I recently attended Trend Micro’s Insight 2012 event for an update on corporate and product strategy from Trend executives, hear from partners and enterprise customers about their experiences working with Trend Micro, and sit down to 1:1s with business unit leaders. I met with Carol Carpenter, EVP of Consumer, who shared a bit about what Trend is doing for consumers and provided demos of their latest Android mobile apps out on the market and in development. Of the ones available now, they are the usual suspects – mobile security, backup and restore, and a password manager. And then, there’s a battery optimizer app. Random? No, not really.
Consumer security has come a long way from simply antivirus software for PCs. Mobile security is undoubtedly on everyone’s minds at this point (oh no! device loss, malware, my apps are spying on me!), but that’s only one factor (albeit a big one) contributing to the evolution of this consumer security market. We’re looking at protecting devices, data, identities, interactions, privacy, the consumer – in short, the online experience. That’s where the umbrella of consumer security expands, and I see apps like Trend’s battery optimizer fitting in. It’s not a “security” solution in the traditional sense, and more of a productivity tool. Consumers gain visibility into what the device and apps are doing (to the battery), and using that information to then make an informed decision (e.g., stop running that app, turn off wifi, etc) to preserve battery because it’s running too low for comfort.
From a vendor perspective, such solutions are not random one-off efforts and tie in to core elements of their business. In Trend’s case, the battery optimizer is hooked in to their Mobile App Reputation System (MARS), the engine behind Trend’s overall mobile strategy and lineup of apps.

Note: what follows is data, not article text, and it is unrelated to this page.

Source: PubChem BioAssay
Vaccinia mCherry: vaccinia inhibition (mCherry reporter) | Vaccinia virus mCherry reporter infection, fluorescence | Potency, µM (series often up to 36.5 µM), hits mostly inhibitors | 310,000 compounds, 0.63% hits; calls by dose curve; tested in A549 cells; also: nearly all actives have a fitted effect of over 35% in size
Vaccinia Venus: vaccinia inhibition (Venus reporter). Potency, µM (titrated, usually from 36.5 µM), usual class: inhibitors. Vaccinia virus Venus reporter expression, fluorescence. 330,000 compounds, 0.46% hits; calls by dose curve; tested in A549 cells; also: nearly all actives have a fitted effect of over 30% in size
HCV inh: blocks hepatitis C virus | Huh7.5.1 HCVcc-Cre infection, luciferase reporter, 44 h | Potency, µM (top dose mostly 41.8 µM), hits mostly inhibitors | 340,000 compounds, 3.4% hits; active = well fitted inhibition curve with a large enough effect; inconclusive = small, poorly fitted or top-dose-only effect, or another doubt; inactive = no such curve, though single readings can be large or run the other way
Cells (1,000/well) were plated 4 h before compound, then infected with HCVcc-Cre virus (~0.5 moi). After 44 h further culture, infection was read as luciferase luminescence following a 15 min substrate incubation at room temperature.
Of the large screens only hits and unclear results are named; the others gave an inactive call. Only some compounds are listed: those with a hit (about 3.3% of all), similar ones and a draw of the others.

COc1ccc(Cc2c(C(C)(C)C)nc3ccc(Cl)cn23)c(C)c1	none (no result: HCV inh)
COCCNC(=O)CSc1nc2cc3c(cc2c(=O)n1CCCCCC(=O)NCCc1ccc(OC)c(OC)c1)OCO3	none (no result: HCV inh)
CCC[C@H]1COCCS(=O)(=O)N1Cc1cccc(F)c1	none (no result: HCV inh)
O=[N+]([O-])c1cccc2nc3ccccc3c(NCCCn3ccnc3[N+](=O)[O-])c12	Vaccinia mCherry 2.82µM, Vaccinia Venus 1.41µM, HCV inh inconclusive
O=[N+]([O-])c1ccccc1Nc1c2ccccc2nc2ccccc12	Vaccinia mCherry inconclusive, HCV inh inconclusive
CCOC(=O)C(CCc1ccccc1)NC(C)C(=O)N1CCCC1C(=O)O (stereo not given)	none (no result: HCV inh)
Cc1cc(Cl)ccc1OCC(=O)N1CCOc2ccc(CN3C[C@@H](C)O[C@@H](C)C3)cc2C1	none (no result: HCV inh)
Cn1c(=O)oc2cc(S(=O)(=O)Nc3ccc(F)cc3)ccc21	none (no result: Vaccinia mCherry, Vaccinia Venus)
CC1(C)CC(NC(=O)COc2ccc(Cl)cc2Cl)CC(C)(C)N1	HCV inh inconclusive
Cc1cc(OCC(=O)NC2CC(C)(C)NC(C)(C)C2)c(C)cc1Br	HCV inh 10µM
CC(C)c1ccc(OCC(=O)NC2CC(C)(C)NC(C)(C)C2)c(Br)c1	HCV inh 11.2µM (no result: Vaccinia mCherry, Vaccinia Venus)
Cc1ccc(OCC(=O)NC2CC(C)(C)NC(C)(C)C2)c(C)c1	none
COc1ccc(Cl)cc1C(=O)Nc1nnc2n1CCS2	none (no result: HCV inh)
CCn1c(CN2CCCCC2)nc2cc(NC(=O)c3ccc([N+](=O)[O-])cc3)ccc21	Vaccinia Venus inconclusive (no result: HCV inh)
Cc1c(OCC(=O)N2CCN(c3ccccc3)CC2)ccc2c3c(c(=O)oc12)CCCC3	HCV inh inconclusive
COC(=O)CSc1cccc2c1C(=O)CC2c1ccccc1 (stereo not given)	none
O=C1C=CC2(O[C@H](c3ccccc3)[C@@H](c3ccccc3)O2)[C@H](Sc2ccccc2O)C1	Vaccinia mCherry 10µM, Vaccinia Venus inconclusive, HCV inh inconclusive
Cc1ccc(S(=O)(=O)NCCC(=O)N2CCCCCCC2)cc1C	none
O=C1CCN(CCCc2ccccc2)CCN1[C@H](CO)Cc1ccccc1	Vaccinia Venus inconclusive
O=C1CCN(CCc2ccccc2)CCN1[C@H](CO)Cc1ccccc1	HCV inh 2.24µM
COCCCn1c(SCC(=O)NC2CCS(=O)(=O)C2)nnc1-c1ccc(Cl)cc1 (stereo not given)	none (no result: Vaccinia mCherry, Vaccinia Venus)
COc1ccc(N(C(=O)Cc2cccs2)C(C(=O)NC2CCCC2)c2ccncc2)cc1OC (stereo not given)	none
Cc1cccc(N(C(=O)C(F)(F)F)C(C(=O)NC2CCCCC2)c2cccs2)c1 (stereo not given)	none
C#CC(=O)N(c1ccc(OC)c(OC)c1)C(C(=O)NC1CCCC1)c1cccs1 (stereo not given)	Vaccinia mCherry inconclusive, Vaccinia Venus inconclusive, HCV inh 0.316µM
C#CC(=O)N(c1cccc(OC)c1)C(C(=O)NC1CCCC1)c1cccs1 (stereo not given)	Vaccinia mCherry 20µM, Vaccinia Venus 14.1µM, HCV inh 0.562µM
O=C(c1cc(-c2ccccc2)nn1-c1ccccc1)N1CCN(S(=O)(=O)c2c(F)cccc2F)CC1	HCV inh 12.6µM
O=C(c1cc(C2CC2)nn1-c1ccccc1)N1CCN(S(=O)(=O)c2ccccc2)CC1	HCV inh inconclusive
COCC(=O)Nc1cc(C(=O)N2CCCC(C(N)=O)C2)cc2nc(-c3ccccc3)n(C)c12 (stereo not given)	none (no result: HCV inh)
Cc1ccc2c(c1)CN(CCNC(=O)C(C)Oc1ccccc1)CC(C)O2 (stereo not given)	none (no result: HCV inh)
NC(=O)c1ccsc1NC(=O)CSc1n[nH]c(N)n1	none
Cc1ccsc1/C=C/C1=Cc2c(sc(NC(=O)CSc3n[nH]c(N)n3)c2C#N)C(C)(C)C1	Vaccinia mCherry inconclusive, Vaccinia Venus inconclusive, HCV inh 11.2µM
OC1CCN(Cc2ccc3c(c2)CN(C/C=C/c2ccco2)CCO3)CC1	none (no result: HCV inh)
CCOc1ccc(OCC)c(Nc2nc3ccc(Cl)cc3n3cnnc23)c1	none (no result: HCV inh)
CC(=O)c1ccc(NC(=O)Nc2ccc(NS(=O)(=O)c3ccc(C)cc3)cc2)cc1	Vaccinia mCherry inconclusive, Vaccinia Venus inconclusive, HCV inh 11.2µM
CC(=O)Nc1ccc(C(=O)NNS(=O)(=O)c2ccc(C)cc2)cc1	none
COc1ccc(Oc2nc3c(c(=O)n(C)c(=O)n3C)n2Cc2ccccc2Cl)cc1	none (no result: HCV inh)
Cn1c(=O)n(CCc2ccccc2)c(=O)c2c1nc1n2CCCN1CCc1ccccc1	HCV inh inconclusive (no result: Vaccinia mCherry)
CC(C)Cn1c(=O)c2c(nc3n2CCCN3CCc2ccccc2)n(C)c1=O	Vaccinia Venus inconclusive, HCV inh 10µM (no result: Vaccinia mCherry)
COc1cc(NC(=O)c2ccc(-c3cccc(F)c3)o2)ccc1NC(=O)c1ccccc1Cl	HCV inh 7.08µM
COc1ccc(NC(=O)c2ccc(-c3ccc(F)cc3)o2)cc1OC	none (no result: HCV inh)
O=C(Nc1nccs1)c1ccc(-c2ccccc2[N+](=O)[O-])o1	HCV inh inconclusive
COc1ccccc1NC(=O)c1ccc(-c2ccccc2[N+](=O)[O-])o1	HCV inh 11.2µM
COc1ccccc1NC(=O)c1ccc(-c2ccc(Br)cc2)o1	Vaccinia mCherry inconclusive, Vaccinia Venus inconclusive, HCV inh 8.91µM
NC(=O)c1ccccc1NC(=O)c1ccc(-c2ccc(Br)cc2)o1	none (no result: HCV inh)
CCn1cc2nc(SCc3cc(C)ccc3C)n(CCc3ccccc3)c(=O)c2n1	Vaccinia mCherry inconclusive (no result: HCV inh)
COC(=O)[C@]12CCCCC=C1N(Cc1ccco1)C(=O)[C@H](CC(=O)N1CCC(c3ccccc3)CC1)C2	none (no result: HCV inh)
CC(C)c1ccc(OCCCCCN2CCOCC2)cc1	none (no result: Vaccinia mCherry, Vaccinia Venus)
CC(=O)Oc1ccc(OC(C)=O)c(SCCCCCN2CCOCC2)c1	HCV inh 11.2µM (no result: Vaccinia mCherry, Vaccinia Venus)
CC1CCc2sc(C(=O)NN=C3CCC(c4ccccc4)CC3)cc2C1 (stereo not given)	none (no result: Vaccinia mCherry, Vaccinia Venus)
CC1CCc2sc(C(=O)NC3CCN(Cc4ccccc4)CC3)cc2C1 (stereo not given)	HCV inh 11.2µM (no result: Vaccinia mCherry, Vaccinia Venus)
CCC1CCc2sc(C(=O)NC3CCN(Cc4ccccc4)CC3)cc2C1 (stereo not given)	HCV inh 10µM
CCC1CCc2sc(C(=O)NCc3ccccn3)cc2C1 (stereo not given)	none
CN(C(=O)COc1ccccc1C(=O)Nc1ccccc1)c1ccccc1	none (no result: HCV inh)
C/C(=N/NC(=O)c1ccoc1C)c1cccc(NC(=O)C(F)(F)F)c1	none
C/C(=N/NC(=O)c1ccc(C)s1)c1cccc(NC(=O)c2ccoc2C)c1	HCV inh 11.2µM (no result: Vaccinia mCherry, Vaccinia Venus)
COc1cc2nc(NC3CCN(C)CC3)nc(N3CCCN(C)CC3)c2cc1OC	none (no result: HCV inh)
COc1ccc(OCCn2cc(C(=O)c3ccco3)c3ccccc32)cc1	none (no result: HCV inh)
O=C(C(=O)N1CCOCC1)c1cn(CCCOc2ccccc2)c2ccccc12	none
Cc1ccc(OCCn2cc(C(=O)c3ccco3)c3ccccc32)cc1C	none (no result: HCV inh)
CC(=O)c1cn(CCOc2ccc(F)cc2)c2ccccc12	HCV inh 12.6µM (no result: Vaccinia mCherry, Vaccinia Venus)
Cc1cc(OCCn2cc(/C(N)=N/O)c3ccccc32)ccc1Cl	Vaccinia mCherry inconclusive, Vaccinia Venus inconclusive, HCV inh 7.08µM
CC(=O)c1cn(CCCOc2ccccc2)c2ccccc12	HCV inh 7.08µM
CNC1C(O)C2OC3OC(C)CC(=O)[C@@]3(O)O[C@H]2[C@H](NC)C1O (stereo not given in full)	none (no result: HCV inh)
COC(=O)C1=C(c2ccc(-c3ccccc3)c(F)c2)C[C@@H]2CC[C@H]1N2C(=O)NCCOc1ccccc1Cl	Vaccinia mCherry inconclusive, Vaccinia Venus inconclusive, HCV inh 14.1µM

I’ve been looking at emerging and niche solutions that fall under this wider umbrella of consumer security for an upcoming report. For example, services like BillGuard that use crowdsourced social intelligence to identify fraudulent charges on credit and debit card bills, and services like Gliph that allow users to send encrypted messages to other Gliph users and create disposal email addresses. Many emerging and niche consumer solutions still relate to security or privacy in some way, but I suspect we’ll see more pop up in the productivity category. Why? It ties back to consumer expectations when it comes to technology and devices today: a seamless and fast experience, customized to the consumer’s activities, plus the ability to maximize the use of their devices and services.
As an S&R pro in the enterprise and a security savvy consumer, what types of consumer security solutions, apps, or tools are you using for yourself and your family to protect and enhance your online experiences? Any “must have” items? I’d love to hear from you about the types of services and solutions that you use today.